BOARD OF DIRECTORS
This is our Board of Directors
Individuals who sit on the board are responsible for overseeing the organization’s activities. Board members meet periodically to discuss and vote on the affairs of our organization. At a minimum, monthly meetings occur with all board members present. Additional meetings are likely to take place throughout the year so board members can discuss and make other necessary decisions. Board memberships are not set up to be permanent positions; our organization has terms set up for board members, which typically fall between two and five years.
Miriam’s love of nature started early, as a child trying to be helpful in the vegetable and flower gardens of her parents. For more than 25 years, Miriam has had a professional practice in landscape architecture and is based in Northumberland County.
The topic of access to the natural environment is a focus of her interest in the NLT. She is also currently undertaking graduate research in Sustainability Studies including resilient communities.
She is a mentor with Northumberland Big Sisters; a former Cobourg Town Councilor (2006-2014) and during the same period also a Board member of the Ganaraska Region Conservation Authority; and, has received a volunteer service award from the Province of Ontario.
Miriam joined the NLT board in 2015.
Robert Fishlock is an environmental lawyer and senior legal counsel with the Port Hope Area Initiative project, charged with the cleanup of historic low level radioactive waste in the communities of Port Hope and Port Granby, Ontario.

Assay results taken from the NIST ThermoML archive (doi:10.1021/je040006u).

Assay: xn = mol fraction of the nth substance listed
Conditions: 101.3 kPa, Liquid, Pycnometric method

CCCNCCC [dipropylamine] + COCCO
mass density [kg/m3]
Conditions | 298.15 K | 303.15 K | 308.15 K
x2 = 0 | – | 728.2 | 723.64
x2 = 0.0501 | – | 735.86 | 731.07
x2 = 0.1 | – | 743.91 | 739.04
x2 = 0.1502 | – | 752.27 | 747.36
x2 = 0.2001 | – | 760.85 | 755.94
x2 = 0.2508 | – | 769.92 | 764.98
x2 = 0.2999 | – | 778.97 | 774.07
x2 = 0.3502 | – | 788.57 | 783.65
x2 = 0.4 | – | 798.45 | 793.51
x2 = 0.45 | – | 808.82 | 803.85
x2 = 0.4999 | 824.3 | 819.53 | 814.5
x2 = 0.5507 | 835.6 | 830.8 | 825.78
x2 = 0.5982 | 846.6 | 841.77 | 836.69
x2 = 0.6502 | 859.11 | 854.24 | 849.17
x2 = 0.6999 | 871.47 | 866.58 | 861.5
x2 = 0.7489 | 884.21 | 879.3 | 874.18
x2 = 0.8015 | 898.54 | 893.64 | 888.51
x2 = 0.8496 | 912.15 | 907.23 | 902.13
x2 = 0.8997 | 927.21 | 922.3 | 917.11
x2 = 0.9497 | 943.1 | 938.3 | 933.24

Up until 2012, he was a partner with the national law firm of Blake, Cassels & Graydon LLP, where he practiced for over 27 years in all aspects of environmental law, particularly with respect to the regulation of industrial activities and the protection of air, water and land resources.
Robert and his wife reside in the historic community of Port Hope, where Robert was born and raised. He is currently on the executive of the Northumberland-Peterborough South federal Green Party EDA and Green Party of Ontario CA.
He is also a member of the Board of Directors of Community Power Northumberland, a cooperative that has developed a number of solar energy projects in Northumberland County.
Joan was raised in Haldimand Township, Northumberland County. Joan and her husband George have two adult children, Karen and Brian, grandson Forrest, and grand-daughters Camryn & Bria. They enjoy hobbies such as gardening, antique vehicles, arts and culture, sports, and their Aruba time-share residence.
She attended Cobourg Collegiate West and obtained a Special Commercial Diploma. Following that Joan became Legal Secretary to Harvey M. Brent, LL.B., Q.C., of Cobourg from 1955 to 1978. Then she became Owner/Manager of Gardiner Investment Service in Cobourg from 1978 to 1996. Joan is a founding member of the Canadian Independent Deposit Brokers Federation and was recognized in the American “Kaleo” publication of “Who’s Who amongst business executives.
Joan has been recognized for her volunteer service in many ways. She has received the Distinguished Civic Award from the Town of Cobourg, a Paul Harris Fellow from the Cobourg Rotary Club, the Ontario Volunteer Award and she is a Canadian Citizenship Centennial Medallion recipient. She continues her volunteer efforts as the President of the Cobourg Museum Foundation/Sifton-Cook Heritage Centre, a Director and Past President of the Northumberland Orchestra Society, the Past Chair and Sec-Treas. of the Halcyon Place Northumberland Supportive Housing Corporation, a member of the Cobourg Rotary Club and the Grafton Branch, Royal Canadian Legion.
Joan has worked tirelessly for her faith. She is Past Chair of the Cobourg Presbytery and is a Member of the Pastoral Relations Commission, Hills and Shores Presbytery, United Church of Canada as well as Board Secretary for the Castleton-Grafton Church Council and Grafton United Church.